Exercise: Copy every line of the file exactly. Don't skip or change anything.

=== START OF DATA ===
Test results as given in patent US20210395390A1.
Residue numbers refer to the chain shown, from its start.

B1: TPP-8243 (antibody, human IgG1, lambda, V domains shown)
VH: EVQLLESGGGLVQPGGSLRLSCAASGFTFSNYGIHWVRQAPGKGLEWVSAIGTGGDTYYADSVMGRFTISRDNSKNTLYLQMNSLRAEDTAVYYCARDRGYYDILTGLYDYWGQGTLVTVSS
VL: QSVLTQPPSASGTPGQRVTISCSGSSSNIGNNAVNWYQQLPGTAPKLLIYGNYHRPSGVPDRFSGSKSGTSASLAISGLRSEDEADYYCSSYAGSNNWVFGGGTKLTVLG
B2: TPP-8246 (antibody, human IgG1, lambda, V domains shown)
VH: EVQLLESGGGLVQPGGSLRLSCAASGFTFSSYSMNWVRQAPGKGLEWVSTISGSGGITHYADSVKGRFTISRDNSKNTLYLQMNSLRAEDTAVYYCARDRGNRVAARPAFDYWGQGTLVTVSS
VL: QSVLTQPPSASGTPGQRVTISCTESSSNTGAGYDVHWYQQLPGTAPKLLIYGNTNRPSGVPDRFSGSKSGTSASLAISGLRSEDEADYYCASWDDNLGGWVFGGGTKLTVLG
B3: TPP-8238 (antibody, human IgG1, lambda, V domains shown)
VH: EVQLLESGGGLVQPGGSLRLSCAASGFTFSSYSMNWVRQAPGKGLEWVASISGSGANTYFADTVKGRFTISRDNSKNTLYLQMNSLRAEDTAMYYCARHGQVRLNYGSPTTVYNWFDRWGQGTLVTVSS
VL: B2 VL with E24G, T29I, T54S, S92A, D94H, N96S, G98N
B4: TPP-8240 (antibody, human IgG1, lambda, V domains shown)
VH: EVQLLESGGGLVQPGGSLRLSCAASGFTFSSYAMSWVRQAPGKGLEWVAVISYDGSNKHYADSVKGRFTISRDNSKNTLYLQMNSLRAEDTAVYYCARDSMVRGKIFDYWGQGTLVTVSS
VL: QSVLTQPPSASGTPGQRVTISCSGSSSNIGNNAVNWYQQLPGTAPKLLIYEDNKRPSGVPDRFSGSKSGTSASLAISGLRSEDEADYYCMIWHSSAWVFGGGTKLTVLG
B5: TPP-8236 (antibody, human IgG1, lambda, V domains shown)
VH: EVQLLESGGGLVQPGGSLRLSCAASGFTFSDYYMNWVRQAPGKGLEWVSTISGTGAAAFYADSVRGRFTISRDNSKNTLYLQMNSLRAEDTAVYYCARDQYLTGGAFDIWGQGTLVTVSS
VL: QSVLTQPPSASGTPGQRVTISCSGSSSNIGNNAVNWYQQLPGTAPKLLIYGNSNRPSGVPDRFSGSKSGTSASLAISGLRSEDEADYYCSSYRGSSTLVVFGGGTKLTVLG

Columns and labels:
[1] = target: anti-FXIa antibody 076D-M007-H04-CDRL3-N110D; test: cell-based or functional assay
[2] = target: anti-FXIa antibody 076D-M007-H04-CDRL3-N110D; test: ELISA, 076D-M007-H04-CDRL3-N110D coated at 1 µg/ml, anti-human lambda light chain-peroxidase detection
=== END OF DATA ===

Test results as given in patent US20210395390A1.
Residue numbers refer to the chain shown, from its start.

B1: TPP-8243 (antibody, human IgG1, lambda, V domains shown)
VH: EVQLLESGGGLVQPGGSLRLSCAASGFTFSNYGIHWVRQAPGKGLEWVSAIGTGGDTYYADSVMGRFTISRDNSKNTLYLQMNSLRAEDTAVYYCARDRGYYDILTGLYDYWGQGTLVTVSS
VL: QSVLTQPPSASGTPGQRVTISCSGSSSNIGNNAVNWYQQLPGTAPKLLIYGNYHRPSGVPDRFSGSKSGTSASLAISGLRSEDEADYYCSSYAGSNNWVFGGGTKLTVLG
B2: TPP-8246 (antibody, human IgG1, lambda, V domains shown)
VH: EVQLLESGGGLVQPGGSLRLSCAASGFTFSSYSMNWVRQAPGKGLEWVSTISGSGGITHYADSVKGRFTISRDNSKNTLYLQMNSLRAEDTAVYYCARDRGNRVAARPAFDYWGQGTLVTVSS
VL: QSVLTQPPSASGTPGQRVTISCTESSSNTGAGYDVHWYQQLPGTAPKLLIYGNTNRPSGVPDRFSGSKSGTSASLAISGLRSEDEADYYCASWDDNLGGWVFGGGTKLTVLG
B3: TPP-8238 (antibody, human IgG1, lambda, V domains shown)
VH: EVQLLESGGGLVQPGGSLRLSCAASGFTFSSYSMNWVRQAPGKGLEWVASISGSGANTYFADTVKGRFTISRDNSKNTLYLQMNSLRAEDTAMYYCARHGQVRLNYGSPTTVYNWFDRWGQGTLVTVSS
VL: B2 VL with E24G, T29I, T54S, S92A, D94H, N96S, G98N
B4: TPP-8240 (antibody, human IgG1, lambda, V domains shown)
VH: EVQLLESGGGLVQPGGSLRLSCAASGFTFSSYAMSWVRQAPGKGLEWVAVISYDGSNKHYADSVKGRFTISRDNSKNTLYLQMNSLRAEDTAVYYCARDSMVRGKIFDYWGQGTLVTVSS
VL: QSVLTQPPSASGTPGQRVTISCSGSSSNIGNNAVNWYQQLPGTAPKLLIYEDNKRPSGVPDRFSGSKSGTSASLAISGLRSEDEADYYCMIWHSSAWVFGGGTKLTVLG
B5: TPP-8236 (antibody, human IgG1, lambda, V domains shown)
VH: EVQLLESGGGLVQPGGSLRLSCAASGFTFSDYYMNWVRQAPGKGLEWVSTISGTGAAAFYADSVRGRFTISRDNSKNTLYLQMNSLRAEDTAVYYCARDQYLTGGAFDIWGQGTLVTVSS
VL: QSVLTQPPSASGTPGQRVTISCSGSSSNIGNNAVNWYQQLPGTAPKLLIYGNSNRPSGVPDRFSGSKSGTSASLAISGLRSEDEADYYCSSYRGSSTLVVFGGGTKLTVLG

Columns and labels:
[1] = target: anti-FXIa antibody 076D-M007-H04-CDRL3-N110D; test: cell-based or functional assay
[2] = target: anti-FXIa antibody 076D-M007-H04-CDRL3-N110D; test: ELISA, 076D-M007-H04-CDRL3-N110D coated at 1 µg/ml, anti-human lambda light chain-peroxidase detection